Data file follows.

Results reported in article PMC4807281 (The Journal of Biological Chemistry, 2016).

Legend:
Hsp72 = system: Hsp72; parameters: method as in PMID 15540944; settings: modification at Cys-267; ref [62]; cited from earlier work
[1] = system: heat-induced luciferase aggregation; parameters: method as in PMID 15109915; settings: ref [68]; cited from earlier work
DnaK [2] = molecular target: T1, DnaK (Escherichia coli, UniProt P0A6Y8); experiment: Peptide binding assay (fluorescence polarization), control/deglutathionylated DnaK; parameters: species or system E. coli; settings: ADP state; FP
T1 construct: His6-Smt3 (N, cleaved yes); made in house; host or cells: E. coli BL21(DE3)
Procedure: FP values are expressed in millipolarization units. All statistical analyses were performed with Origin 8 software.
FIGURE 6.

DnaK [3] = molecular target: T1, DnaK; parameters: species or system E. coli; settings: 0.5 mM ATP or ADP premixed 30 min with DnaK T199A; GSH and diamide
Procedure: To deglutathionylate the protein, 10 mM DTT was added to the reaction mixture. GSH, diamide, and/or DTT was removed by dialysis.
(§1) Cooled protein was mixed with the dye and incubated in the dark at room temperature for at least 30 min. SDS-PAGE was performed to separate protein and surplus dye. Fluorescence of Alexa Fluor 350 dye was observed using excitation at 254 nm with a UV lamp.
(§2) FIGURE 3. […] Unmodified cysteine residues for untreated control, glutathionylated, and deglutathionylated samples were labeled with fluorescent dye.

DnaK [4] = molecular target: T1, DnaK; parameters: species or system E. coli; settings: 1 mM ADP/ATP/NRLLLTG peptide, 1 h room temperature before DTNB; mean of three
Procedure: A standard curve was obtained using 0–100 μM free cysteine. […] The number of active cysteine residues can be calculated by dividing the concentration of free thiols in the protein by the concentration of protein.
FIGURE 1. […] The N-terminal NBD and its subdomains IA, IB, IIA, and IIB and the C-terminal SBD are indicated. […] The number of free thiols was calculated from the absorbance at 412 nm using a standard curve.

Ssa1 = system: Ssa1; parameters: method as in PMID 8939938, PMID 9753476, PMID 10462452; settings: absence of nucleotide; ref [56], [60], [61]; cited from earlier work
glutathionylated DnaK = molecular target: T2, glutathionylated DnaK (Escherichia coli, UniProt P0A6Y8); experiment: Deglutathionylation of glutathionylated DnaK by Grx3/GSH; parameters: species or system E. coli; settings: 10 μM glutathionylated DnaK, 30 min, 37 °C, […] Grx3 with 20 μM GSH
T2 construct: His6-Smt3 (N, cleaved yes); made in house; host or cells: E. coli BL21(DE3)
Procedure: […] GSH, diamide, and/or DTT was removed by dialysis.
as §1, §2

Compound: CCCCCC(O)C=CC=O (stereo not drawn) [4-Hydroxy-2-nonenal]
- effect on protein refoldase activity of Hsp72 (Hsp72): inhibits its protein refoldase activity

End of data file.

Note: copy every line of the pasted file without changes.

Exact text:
Results reported in article PMC4807281 (The Journal of Biological Chemistry, 2016).

Legend:
Hsp72 = system: Hsp72; parameters: method as in PMID 15540944; settings: modification at Cys-267; ref [62]; cited from earlier work
[1] = system: heat-induced luciferase aggregation; parameters: method as in PMID 15109915; settings: ref [68]; cited from earlier work
DnaK [2] = molecular target: T1, DnaK (Escherichia coli, UniProt P0A6Y8); experiment: Peptide binding assay (fluorescence polarization), control/deglutathionylated DnaK; parameters: species or system E. coli; settings: ADP state; FP
T1 construct: His6-Smt3 (N, cleaved yes); made in house; host or cells: E. coli BL21(DE3)
Procedure: FP values are expressed in millipolarization units. All statistical analyses were performed with Origin 8 software.
FIGURE 6.

DnaK [3] = molecular target: T1, DnaK; parameters: species or system E. coli; settings: 0.5 mM ATP or ADP premixed 30 min with DnaK T199A; GSH and diamide
Procedure: To deglutathionylate the protein, 10 mM DTT was added to the reaction mixture. GSH, diamide, and/or DTT was removed by dialysis.
(§1) Cooled protein was mixed with the dye and incubated in the dark at room temperature for at least 30 min. SDS-PAGE was performed to separate protein and surplus dye. Fluorescence of Alexa Fluor 350 dye was observed using excitation at 254 nm with a UV lamp.
(§2) FIGURE 3. […] Unmodified cysteine residues for untreated control, glutathionylated, and deglutathionylated samples were labeled with fluorescent dye.

DnaK [4] = molecular target: T1, DnaK; parameters: species or system E. coli; settings: 1 mM ADP/ATP/NRLLLTG peptide, 1 h room temperature before DTNB; mean of three
Procedure: A standard curve was obtained using 0–100 μM free cysteine. […] The number of active cysteine residues can be calculated by dividing the concentration of free thiols in the protein by the concentration of protein.
FIGURE 1. […] The N-terminal NBD and its subdomains IA, IB, IIA, and IIB and the C-terminal SBD are indicated. […] The number of free thiols was calculated from the absorbance at 412 nm using a standard curve.

Ssa1 = system: Ssa1; parameters: method as in PMID 8939938, PMID 9753476, PMID 10462452; settings: absence of nucleotide; ref [56], [60], [61]; cited from earlier work
glutathionylated DnaK = molecular target: T2, glutathionylated DnaK (Escherichia coli, UniProt P0A6Y8); experiment: Deglutathionylation of glutathionylated DnaK by Grx3/GSH; parameters: species or system E. coli; settings: 10 μM glutathionylated DnaK, 30 min, 37 °C, […] Grx3 with 20 μM GSH
T2 construct: His6-Smt3 (N, cleaved yes); made in house; host or cells: E. coli BL21(DE3)
Procedure: […] GSH, diamide, and/or DTT was removed by dialysis.
as §1, §2

Compound: CCCCCC(O)C=CC=O (stereo not drawn) [4-Hydroxy-2-nonenal]
- effect on protein refoldase activity of Hsp72 (Hsp72): inhibits its protein refoldase activity